The author further points out that certain words, for instance, traitor and coward, are specifically banned in the House of Commons because earlier Speakers have ruled them disorderly or unparliamentary. Speakers



1 New Statesman and Nation, June 15, 1957.

2 Baugh, Albert С Op. cit., p. 375.

3 New York Times, Nov. 6, 1964.


have decided that jackass is unparliamentary but goose is acceptable; dog, rat and swine are out of order, but halfwit and Tory clot are in order.

We also learn from this article that " a word cannot become the subject of parliamentary ruling unless a member directs the attention of the Speaker to it." 1

The changes in designating objects disclose the true nature of the relations between words and their referents. We must admit that there is" a positive magic in words and, as Prof, Randolph Quirk has it,

"...we are liable to be dangerously misled through being mesmerized by a word or through mistaking a word for its referent." 2

This becomes particularly noticeable in connection with what are called political euphemisms. These are really understatements, the aim of which is to mislead public opinion and to express what is unpleasant in a more delicate manner. Sometimes disagreeable facts are even distorted with the help of a euphemistic expression. Thus the headline in one of the British newspapers " Tension in Kashmir" was to hide the fact that there was a real uprising in that area; " Undernourishment of children in India" stood for 'starvation'. In A. J. Cronin's novel " The Stars Look Down" one of the members of Parliament, referring to the words " Undernourishment of children in India" says: " Honourable Members of the House understand the meaning of this polite euphemism." By calling undernourishment a polite euphemism he discloses the true meaning of the word.

An interesting article dealing with the question of " political euphemisms" appeared in " Литературная газета" 3 written by the Italian journalist Entzo Rava and headed " The Vocabulary of the Bearers of the Burden of Power." In this article Entzo Rava wittily discusses the euphemisms of the Italian capitalist press, which seem to have been borrowed from the American and English press. Thus, for instance, he mockingly states that capitalists have disappeared from Italy. When the adherents of capitalism find it necessary to mention capitalists, they replace the word capitalist by the combination 'free enterprisers', the word profit is replaced by 'savings', the building up of labour reserves stands for 'unemployment', 'dismissal' ('discharge', 'firing') of workers is the reorganization of the enterprise, etc.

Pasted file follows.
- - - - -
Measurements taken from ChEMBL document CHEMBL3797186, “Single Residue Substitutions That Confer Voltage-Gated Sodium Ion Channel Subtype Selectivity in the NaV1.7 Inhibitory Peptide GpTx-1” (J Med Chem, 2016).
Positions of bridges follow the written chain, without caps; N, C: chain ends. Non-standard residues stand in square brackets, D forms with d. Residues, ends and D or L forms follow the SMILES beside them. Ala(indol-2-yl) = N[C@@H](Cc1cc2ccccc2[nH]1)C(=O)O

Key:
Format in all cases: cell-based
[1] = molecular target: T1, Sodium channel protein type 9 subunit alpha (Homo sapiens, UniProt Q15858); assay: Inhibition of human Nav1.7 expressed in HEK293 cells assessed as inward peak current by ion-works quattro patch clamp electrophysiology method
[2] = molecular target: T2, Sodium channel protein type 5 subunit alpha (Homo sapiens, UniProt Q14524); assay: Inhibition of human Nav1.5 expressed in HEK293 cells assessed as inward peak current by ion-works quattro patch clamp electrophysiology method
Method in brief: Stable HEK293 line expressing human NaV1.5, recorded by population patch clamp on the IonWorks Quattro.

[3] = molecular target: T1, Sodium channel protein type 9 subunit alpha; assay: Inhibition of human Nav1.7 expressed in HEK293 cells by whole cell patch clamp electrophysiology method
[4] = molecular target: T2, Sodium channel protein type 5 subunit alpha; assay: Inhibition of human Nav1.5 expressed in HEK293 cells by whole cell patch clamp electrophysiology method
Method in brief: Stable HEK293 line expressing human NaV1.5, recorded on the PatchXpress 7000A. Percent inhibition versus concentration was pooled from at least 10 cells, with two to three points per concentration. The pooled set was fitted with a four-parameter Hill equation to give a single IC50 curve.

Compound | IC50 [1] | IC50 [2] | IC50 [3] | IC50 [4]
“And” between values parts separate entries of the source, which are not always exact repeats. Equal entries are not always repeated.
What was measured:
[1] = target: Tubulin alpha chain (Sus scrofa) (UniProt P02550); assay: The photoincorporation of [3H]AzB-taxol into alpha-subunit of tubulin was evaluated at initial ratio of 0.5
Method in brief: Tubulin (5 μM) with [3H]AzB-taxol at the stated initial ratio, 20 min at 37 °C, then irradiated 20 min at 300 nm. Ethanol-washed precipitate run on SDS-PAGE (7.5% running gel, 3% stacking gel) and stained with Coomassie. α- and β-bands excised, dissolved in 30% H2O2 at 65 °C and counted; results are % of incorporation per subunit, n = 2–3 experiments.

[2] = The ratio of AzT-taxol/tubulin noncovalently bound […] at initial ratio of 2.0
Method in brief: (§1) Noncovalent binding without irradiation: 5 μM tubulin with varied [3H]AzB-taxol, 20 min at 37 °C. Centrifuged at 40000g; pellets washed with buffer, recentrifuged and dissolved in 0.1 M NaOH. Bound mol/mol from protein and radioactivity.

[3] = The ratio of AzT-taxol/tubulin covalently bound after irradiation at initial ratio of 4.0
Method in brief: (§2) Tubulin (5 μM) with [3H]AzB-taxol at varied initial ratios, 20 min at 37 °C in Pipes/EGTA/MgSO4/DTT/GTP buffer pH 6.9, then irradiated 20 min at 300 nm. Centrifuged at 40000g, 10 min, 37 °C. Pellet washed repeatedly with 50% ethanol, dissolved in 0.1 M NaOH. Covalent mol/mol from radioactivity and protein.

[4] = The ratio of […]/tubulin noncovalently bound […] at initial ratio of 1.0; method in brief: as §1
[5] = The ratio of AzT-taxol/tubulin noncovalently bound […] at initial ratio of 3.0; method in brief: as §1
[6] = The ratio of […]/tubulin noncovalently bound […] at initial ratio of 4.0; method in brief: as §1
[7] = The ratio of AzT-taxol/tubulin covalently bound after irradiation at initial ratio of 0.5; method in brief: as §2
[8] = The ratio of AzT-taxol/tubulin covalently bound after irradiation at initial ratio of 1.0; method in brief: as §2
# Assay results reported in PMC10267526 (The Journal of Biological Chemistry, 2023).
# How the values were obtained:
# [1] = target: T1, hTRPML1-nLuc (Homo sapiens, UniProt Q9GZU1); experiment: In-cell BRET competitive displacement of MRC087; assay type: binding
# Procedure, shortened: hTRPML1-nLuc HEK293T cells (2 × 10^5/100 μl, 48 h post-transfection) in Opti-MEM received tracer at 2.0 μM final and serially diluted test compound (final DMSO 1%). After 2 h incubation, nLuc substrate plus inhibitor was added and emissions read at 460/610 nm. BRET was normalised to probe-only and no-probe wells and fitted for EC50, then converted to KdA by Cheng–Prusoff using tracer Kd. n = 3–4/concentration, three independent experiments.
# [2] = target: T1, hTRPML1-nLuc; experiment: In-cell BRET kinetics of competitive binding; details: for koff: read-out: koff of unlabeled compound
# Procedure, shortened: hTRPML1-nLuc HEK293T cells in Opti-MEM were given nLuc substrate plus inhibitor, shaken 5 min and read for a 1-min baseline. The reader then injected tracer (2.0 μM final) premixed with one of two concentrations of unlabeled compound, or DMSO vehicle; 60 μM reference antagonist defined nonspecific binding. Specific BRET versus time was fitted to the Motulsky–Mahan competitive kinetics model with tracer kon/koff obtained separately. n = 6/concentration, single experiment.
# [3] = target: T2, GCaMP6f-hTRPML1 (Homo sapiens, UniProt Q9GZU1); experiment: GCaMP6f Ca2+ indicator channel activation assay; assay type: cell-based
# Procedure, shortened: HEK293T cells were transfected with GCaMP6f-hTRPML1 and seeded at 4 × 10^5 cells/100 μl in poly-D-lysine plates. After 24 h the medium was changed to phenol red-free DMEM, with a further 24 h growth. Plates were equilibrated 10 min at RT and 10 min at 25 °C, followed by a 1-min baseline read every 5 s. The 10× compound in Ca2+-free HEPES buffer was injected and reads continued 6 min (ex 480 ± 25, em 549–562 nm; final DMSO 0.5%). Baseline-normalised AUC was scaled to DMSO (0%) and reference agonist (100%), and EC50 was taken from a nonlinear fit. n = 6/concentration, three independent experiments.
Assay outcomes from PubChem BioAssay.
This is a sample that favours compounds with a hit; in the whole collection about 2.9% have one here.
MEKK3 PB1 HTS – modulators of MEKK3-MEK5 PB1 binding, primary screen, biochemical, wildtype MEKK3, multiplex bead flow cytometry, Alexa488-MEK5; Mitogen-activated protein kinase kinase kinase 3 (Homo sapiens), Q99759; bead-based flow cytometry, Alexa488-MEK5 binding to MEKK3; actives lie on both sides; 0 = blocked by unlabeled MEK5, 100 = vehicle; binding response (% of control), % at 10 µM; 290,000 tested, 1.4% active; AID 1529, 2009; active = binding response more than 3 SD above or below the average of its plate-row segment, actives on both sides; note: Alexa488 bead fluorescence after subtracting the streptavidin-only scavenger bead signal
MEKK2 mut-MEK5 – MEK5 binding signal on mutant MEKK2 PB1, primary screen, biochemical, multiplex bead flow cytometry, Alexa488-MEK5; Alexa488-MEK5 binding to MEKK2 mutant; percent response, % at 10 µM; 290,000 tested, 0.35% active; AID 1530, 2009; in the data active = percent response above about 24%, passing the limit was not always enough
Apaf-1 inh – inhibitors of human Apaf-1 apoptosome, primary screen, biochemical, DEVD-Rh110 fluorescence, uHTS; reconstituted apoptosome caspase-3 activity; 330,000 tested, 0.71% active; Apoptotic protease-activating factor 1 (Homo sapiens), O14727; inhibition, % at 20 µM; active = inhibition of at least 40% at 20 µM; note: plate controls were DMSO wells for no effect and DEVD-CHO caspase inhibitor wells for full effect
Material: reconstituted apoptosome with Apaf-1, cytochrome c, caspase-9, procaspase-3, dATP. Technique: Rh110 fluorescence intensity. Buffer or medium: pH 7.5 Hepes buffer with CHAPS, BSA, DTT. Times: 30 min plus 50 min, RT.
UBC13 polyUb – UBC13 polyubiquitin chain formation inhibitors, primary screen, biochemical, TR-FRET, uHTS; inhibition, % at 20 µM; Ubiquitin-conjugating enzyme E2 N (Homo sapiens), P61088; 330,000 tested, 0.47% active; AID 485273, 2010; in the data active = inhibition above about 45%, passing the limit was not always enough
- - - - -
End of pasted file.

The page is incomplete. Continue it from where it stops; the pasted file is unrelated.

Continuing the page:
As has already been explained, genuine euphemism must call up the word it stands for. It is always the result of some deliberate clash between 'two synonyms. If a euphemism fails to carry along with it the word it is intended to replace, it is not a euphemism, but a deliberate veiling of the truth. All these building up of labour reserves, savings, free enterprisers and the like are not intended to give the referent its true name, but to distort the truth. The above expressions serve that purpose. Compare these word-combinations with real euphemisms, like a four-letter word (= an obscenity); or a woman of a certain type (= a prostitute, a whore); to



1 Ibid.

2 Quirk, Randolph. The Use of English. Longmans, 1962, p. 118.

3 «Литературная газета», 1965, 22/VI.

glow (= to sweat), all of which bring to our mind the other word (words) and only through them the referent.

Here is another good example of euphemistic phrases used by Galsworthy in his " Silver Spoon."

" In private I should merely call him a liar. In the Press you should use the words: 'Reckless disregard for truth' and in Parliament—that you regret he ‘should have been so misinformed’."

Periphrastic and euphemistic expressions were characteristic of certain literary trends and even produced a term periphrastic style. But it soon gave way to a more straightforward way of describing things. " The veiled forms of expression, " writes G. H. McKnight, " which served when one was unwilling to look facts in the face have been succeeded by naked expressions exhibiting reality." 1